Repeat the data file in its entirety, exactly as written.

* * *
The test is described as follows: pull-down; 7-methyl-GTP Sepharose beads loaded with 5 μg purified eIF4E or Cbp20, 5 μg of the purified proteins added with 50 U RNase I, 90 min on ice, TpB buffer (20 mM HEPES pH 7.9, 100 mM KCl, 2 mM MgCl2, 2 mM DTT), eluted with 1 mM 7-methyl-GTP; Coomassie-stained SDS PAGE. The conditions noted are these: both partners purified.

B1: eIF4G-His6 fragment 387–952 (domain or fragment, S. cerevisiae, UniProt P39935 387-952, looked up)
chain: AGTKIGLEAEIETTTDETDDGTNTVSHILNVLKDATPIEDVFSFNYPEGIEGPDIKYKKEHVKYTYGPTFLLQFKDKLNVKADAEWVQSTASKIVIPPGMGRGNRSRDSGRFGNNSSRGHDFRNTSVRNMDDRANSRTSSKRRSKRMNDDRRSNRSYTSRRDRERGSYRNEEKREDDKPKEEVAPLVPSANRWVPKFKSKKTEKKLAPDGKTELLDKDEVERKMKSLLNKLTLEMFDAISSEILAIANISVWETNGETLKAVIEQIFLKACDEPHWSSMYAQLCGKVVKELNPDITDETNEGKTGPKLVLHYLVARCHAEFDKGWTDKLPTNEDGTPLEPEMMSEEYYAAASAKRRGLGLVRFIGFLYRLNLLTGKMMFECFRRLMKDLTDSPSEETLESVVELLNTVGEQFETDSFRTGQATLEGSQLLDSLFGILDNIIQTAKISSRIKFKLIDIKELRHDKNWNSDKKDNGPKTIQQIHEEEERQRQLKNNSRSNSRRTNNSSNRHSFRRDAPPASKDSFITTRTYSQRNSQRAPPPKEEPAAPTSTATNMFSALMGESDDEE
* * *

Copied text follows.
The test is described as follows: pull-down; 7-methyl-GTP Sepharose beads loaded with 5 μg purified eIF4E or Cbp20, 5 μg of the purified proteins added with 50 U RNase I, 90 min on ice, TpB buffer (20 mM HEPES pH 7.9, 100 mM KCl, 2 mM MgCl2, 2 mM DTT), eluted with 1 mM 7-methyl-GTP; Coomassie-stained SDS PAGE. The conditions noted are these: both partners purified.

B1: eIF4G-His6 fragment 387–952 (domain or fragment, S. cerevisiae, UniProt P39935 387-952, looked up)
chain: AGTKIGLEAEIETTTDETDDGTNTVSHILNVLKDATPIEDVFSFNYPEGIEGPDIKYKKEHVKYTYGPTFLLQFKDKLNVKADAEWVQSTASKIVIPPGMGRGNRSRDSGRFGNNSSRGHDFRNTSVRNMDDRANSRTSSKRRSKRMNDDRRSNRSYTSRRDRERGSYRNEEKREDDKPKEEVAPLVPSANRWVPKFKSKKTEKKLAPDGKTELLDKDEVERKMKSLLNKLTLEMFDAISSEILAIANISVWETNGETLKAVIEQIFLKACDEPHWSSMYAQLCGKVVKELNPDITDETNEGKTGPKLVLHYLVARCHAEFDKGWTDKLPTNEDGTPLEPEMMSEEYYAAASAKRRGLGLVRFIGFLYRLNLLTGKMMFECFRRLMKDLTDSPSEETLESVVELLNTVGEQFETDSFRTGQATLEGSQLLDSLFGILDNIIQTAKISSRIKFKLIDIKELRHDKNWNSDKKDNGPKTIQQIHEEEERQRQLKNNSRSNSRRTNNSSNRHSFRRDAPPASKDSFITTRTYSQRNSQRAPPPKEEPAAPTSTATNMFSALMGESDDEE